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    ABSTRACT: Beef cattle production represents the largest cattle population in Thailand. Their productivity is constrained by tick-borne diseases such as babesiosis and theileriosis. In this study, we determined the prevalence of Babesia bigemina, B. bovis and Theileria orientalis using polymerase chain reaction (PCR). The genetic markers that were used for detection of the above parasites were sequenced to determine identities and similarity for Babesia spp. and genetic diversity of T. orientalis. Furthermore the risk factors for the occurrence of the above protozoan parasites in beef cattle from northern and northeastern parts of Thailand were assessed. A total of 329 blood samples were collected from beef cattle in 6 provinces. The study revealed that T. orientalis was the most prevalent (30.1%) parasite in beef cattle followed by B. bigemina (13.1%) and B. bovis (5.5%). Overall, 78.7% of the cattle screened were infected with at least one of the above parasites. Co-infection with Babesia spp. and T. orientalis was 30.1%. B. bigemina and T. orientalis was the most prevalent (15.1%) co-infection although triple infection with the three parasites were observed in 3.0% of the samples. Sequencing analysis revealed that B. bigemina RAP1 gene and B. bovis SBP2 gene were conserved among the parasites from different cattle samples. Phylogenetic analysis showed the T. orientalis MPSP gene from parasites isolated from cattle in north and northeast Thailand were classified into type 5 and 7 as reported previously. Lack of tick control program was the universal risk factor of the occurrence of Babesia spp. and T. orientalis infection in beef cattle in northern and northeastern Thailand. We therefore recommend training of farmers on appropriate tick control strategies and further research potential vectors for T. orientalis and elucidate the effect of co-infection with Babesia spp. on pathogenicity T. orientalis infection on beef in northern and northeastern Thailand.
    Full-text · Article · Oct 2015 · Parasitology International
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    • "Our finding revealed that B. bigemina, T. annulata, T. orientalis and A. marginale were present in cattle from different study areas. Bovine babesiosis, caused by B. bigemina and B. bovis, is considered as one of the most important tick-borne disease of cattle in Turkey (Ica et al., 2007;Altay et al., 2008). The overall infection of B. bigemina was 11.2%. "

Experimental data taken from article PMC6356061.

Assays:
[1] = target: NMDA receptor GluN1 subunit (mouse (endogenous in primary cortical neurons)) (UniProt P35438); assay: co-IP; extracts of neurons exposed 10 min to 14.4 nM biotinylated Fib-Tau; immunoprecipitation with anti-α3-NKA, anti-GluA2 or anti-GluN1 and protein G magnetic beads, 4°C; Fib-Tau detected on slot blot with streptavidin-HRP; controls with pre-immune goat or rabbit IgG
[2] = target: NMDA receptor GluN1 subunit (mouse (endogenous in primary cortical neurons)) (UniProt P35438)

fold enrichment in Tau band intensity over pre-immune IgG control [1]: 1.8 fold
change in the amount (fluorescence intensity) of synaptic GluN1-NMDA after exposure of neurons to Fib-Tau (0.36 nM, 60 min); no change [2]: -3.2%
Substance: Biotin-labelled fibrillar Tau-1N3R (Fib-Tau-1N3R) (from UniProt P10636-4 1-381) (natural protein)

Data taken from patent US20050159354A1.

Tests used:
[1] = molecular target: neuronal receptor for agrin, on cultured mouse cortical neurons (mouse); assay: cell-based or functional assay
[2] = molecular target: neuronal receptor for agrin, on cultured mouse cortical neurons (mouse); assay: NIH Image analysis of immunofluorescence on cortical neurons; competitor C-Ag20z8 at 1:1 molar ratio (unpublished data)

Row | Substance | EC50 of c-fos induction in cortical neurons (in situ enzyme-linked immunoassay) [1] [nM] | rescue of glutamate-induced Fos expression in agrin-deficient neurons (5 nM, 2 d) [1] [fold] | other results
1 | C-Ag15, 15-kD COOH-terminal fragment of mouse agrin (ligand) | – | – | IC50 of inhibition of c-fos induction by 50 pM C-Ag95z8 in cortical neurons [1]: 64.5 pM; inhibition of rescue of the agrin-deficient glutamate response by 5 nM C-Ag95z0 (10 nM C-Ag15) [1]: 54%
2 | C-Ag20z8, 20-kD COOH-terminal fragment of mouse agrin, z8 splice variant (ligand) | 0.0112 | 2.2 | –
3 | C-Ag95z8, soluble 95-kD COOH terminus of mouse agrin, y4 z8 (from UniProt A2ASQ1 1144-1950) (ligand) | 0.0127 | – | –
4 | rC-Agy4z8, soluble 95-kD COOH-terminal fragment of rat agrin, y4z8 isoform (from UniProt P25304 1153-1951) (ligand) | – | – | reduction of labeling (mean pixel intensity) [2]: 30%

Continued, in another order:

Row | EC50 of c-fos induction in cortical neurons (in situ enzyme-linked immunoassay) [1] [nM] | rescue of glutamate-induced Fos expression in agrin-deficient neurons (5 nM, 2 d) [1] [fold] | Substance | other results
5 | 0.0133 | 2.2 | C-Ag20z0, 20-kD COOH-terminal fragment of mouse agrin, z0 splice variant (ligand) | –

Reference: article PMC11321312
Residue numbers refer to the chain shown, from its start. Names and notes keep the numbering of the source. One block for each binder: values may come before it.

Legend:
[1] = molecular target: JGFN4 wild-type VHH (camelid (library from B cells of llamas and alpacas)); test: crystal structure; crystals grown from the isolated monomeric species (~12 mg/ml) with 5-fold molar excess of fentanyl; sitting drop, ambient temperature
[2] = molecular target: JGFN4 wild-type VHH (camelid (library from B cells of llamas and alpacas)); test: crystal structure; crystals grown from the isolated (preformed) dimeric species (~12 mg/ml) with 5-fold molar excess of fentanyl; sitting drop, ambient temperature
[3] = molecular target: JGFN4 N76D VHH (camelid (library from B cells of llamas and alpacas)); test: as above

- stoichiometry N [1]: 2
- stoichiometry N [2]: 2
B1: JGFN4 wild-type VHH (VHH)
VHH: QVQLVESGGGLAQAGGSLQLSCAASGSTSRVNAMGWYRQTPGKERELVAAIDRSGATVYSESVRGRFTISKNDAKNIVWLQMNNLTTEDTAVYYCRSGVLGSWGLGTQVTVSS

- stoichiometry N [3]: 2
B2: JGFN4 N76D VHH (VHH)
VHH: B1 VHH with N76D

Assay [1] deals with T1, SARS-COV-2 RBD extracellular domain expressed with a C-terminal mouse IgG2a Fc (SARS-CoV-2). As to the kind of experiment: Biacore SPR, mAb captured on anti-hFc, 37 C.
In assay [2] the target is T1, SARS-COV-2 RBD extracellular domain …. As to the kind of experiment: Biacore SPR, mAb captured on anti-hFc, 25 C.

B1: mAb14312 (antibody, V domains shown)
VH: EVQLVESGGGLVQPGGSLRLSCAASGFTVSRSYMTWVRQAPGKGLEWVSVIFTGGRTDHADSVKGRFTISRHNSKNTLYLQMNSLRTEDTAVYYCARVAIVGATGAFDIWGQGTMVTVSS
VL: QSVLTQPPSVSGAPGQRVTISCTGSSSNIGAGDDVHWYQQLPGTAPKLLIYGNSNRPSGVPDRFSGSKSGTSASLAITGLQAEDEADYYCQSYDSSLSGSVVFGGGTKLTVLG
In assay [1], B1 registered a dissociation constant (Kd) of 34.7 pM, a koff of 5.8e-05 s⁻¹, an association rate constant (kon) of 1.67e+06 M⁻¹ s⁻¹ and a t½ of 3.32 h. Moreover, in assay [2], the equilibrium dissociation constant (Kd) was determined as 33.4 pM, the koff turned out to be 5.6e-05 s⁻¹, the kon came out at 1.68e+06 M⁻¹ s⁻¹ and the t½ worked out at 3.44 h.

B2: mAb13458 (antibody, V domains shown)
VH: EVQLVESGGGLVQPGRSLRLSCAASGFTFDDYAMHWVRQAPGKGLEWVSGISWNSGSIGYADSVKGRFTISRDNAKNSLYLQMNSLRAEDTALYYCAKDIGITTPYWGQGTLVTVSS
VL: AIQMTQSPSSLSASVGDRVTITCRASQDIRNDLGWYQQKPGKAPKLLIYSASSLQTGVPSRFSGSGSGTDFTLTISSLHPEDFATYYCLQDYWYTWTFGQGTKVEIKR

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    ABSTRACT: Babesia spp., Theileria spp. and Anaplasma spp. are significant tick-borne pathogens of livestock globally. In this study, we investigated the presence and distribution of Babesia bigemina, Theileria annulata, Theileria orientalis and Anaplasma marginale in cattle from 6 provinces of Turkey using species-specific PCR assays. The PCR were conducted using the primers based on the B. bigemina rhoptry-associated protein 1a (BbiRAP-1a), T. annulata merozoite surface antigen-1 (Tams-1), T. orientalis major piroplasm surface protein (ToMPSP) and A. marginale major surface protein 4 (AmMSP4) genes, respectively. Fragments of B. bigemina internal transcribed spacer (BbiITS), T. annulata internal transcribed spacer (TaITS), ToMPSP and AmMSP4 genes were sequenced for phylogenetic analysis. PCR results revealed that the overall infections of A. marginale, T. annulata, B. bigemina and T. orientalis were 29.1%, 18.9%, 11.2% and 5.6%, respectively. The co-infection of two or three pathogens was detected in 29/196 (15.1%) of the cattle samples. The results of sequence analysis indicated that BbiRAP-1a, BbiITS, Tams-1, ToMPSP and AmMSP4 were conserved among the Turkish samples, with 99.76%, 99-99.8%, 99.34-99.78%, 96.9-99.61% and 99.42-99.71% sequence identity values, respectively. In contrast, the Turkish TaITS gene sequences were relatively diverse with 92.3-96.63% identity values. B. bigemina isolates from Turkey were found in the same clade as the isolates from other countries in phylogenetic analysis. On the other hand, phylogenetic analysis based on T. annulata ITS sequences revealed significant differences in the genotypes of T. annulata isolates from Turkey. Additionally, the T. orientalis isolates from Turkish samples were classified as MPSP type 3 genotype. This is the first report of type 3 MPSP in Turkey. Moreover, AmMSP4 isolates from Turkey were found in the same clade as the isolates from other countries. This study provides important data for understanding the epidemiology of tick-borne diseases and it is expected to improve approach for diagnosis and control of tick-borne diseases in Turkey.